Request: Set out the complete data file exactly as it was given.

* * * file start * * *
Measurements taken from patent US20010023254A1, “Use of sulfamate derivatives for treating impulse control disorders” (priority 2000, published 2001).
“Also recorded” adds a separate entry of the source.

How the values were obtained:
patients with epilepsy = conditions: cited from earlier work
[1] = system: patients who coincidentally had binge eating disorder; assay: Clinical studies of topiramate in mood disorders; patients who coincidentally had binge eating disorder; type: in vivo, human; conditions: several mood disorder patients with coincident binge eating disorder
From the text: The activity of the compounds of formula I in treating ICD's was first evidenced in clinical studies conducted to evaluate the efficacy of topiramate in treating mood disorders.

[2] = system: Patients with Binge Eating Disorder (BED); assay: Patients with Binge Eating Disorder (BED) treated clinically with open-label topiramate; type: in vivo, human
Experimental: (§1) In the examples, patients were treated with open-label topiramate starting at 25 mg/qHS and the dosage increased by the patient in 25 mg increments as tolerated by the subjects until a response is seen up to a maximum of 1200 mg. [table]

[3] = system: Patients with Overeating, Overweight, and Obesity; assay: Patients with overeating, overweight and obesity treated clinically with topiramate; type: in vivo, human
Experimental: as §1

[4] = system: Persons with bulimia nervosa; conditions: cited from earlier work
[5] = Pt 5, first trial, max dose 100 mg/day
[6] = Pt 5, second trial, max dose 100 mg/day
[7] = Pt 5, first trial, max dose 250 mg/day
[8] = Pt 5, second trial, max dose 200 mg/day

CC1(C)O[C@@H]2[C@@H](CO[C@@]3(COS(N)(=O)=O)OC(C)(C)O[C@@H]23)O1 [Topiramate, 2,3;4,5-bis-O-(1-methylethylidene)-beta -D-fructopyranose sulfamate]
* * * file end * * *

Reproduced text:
Measurements taken from patent US20010023254A1, “Use of sulfamate derivatives for treating impulse control disorders” (priority 2000, published 2001).
“Also recorded” adds a separate entry of the source.

How the values were obtained:
patients with epilepsy = conditions: cited from earlier work
[1] = system: patients who coincidentally had binge eating disorder; assay: Clinical studies of topiramate in mood disorders; patients who coincidentally had binge eating disorder; type: in vivo, human; conditions: several mood disorder patients with coincident binge eating disorder
From the text: The activity of the compounds of formula I in treating ICD's was first evidenced in clinical studies conducted to evaluate the efficacy of topiramate in treating mood disorders.

[2] = system: Patients with Binge Eating Disorder (BED); assay: Patients with Binge Eating Disorder (BED) treated clinically with open-label topiramate; type: in vivo, human
Experimental: (§1) In the examples, patients were treated with open-label topiramate starting at 25 mg/qHS and the dosage increased by the patient in 25 mg increments as tolerated by the subjects until a response is seen up to a maximum of 1200 mg. [table]

[3] = system: Patients with Overeating, Overweight, and Obesity; assay: Patients with overeating, overweight and obesity treated clinically with topiramate; type: in vivo, human
Experimental: as §1

[4] = system: Persons with bulimia nervosa; conditions: cited from earlier work
[5] = Pt 5, first trial, max dose 100 mg/day
[6] = Pt 5, second trial, max dose 100 mg/day
[7] = Pt 5, first trial, max dose 250 mg/day
[8] = Pt 5, second trial, max dose 200 mg/day

CC1(C)O[C@@H]2[C@@H](CO[C@@]3(COS(N)(=O)=O)OC(C)(C)O[C@@H]23)O1 [Topiramate, 2,3;4,5-bis-O-(1-methylethylidene)-beta -D-fructopyranose sulfamate]